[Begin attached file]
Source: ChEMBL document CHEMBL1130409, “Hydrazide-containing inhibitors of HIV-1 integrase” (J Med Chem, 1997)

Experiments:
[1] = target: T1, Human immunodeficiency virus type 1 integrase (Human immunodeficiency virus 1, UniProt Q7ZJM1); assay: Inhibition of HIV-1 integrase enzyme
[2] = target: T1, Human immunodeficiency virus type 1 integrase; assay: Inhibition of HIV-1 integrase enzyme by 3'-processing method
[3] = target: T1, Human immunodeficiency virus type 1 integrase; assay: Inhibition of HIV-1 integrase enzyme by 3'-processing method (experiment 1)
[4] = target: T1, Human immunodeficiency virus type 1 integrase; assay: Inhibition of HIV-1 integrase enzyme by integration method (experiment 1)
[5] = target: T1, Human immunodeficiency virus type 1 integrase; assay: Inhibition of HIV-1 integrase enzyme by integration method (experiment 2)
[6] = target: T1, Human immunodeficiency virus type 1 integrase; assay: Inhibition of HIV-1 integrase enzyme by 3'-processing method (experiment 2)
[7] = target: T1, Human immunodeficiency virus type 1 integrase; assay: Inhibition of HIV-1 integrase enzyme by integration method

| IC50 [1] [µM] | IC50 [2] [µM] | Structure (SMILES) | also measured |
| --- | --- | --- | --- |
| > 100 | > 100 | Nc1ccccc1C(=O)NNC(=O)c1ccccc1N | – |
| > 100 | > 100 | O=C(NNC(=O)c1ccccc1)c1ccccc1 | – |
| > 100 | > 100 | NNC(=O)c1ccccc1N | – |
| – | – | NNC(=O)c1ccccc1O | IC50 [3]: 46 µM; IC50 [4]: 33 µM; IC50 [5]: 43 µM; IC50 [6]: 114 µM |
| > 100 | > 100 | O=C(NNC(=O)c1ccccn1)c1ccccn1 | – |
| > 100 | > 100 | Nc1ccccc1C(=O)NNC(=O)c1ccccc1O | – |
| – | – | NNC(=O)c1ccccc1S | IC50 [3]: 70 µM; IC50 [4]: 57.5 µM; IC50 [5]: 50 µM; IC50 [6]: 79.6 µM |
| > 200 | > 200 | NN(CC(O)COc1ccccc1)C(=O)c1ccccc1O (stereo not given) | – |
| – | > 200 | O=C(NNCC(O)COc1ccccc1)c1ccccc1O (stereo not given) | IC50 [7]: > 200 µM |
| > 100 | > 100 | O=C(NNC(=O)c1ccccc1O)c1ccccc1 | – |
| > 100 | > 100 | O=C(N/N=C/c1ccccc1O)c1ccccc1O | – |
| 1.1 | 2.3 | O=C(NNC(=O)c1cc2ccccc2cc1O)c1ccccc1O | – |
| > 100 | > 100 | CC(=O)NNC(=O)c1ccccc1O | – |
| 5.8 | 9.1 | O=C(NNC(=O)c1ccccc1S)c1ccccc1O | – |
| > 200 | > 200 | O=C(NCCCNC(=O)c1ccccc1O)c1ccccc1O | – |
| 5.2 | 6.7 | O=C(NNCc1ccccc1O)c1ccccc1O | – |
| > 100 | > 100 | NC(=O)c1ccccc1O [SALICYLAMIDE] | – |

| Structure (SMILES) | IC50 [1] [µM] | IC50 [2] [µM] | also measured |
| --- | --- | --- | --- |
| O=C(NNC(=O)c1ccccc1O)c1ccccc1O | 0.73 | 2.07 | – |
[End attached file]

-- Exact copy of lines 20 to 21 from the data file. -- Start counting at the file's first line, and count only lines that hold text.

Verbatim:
| – | > 200 | O=C(NNCC(O)COc1ccccc1)c1ccccc1O (stereo not given) | IC50 [7]: > 200 µM |
| > 100 | > 100 | O=C(NNC(=O)c1ccccc1O)c1ccccc1 | – |